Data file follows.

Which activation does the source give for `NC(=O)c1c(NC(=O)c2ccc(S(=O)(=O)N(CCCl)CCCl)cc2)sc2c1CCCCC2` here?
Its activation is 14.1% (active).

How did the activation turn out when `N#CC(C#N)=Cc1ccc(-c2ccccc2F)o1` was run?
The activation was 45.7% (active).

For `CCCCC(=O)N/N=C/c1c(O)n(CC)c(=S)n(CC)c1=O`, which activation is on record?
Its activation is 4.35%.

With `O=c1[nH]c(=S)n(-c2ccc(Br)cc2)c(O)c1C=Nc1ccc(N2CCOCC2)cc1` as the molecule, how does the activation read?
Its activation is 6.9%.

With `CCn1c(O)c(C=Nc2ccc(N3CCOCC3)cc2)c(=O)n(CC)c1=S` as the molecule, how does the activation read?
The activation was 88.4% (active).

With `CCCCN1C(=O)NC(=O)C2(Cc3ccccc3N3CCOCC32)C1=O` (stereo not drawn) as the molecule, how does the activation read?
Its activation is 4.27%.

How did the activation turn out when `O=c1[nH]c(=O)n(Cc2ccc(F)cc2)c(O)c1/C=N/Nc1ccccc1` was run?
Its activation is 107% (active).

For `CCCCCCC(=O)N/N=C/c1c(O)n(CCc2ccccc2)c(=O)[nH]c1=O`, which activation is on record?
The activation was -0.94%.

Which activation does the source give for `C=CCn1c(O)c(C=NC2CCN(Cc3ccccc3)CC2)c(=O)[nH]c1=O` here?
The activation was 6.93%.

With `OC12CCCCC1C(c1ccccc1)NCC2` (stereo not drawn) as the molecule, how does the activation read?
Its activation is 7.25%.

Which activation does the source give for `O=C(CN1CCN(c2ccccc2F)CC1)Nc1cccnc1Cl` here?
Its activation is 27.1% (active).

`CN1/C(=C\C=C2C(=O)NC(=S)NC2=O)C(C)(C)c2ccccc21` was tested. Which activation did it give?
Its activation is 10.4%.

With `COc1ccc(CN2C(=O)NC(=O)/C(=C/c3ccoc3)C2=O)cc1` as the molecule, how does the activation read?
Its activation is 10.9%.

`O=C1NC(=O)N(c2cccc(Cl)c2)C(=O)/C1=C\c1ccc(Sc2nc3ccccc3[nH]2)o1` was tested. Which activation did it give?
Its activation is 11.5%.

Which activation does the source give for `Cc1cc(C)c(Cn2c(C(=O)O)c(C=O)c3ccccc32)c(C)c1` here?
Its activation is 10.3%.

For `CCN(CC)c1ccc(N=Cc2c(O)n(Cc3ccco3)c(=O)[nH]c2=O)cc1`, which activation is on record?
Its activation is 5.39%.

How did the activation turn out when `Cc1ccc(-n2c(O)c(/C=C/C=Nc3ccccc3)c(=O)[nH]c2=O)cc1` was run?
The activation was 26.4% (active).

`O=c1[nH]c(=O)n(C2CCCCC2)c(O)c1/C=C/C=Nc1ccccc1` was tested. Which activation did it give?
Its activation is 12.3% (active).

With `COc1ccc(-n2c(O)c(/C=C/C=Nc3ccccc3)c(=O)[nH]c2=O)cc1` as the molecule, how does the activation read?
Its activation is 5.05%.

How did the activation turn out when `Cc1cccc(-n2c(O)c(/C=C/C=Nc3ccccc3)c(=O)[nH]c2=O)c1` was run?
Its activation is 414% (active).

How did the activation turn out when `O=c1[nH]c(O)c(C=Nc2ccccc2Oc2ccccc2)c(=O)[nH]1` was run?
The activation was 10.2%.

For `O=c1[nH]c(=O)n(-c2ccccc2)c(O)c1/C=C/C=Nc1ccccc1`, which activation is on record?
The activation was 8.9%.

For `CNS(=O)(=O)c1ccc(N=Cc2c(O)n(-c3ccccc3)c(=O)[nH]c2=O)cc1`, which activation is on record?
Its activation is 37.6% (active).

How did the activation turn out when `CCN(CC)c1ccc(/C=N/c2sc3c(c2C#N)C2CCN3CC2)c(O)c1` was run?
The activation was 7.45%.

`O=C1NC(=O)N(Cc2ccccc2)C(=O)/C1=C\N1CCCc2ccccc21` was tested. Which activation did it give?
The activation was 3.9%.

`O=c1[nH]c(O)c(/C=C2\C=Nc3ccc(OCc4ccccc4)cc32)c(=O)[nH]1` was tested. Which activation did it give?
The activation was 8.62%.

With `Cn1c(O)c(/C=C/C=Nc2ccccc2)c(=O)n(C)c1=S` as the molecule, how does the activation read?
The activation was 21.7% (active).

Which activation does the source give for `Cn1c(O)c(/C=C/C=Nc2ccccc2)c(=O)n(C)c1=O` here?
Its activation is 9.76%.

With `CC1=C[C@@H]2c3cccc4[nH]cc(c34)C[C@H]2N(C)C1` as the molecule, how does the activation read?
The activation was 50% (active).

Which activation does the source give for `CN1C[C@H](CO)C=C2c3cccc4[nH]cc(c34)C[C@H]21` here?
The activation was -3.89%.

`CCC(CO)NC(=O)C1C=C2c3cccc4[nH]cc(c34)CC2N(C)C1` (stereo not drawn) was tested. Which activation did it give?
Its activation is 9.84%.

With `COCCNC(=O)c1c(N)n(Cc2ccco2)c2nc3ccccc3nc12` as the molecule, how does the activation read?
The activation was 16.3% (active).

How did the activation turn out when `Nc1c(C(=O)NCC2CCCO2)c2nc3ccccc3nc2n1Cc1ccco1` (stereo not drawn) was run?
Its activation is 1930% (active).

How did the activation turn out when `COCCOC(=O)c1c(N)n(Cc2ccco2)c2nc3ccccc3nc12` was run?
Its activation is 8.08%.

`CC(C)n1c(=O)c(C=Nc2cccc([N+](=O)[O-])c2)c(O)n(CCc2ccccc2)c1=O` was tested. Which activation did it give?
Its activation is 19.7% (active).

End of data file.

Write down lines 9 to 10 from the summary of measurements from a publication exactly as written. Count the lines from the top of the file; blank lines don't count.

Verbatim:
With `CCn1c(O)c(C=Nc2ccc(N3CCOCC3)cc2)c(=O)n(CC)c1=S` as the molecule, how does the activation read?
The activation was 88.4% (active).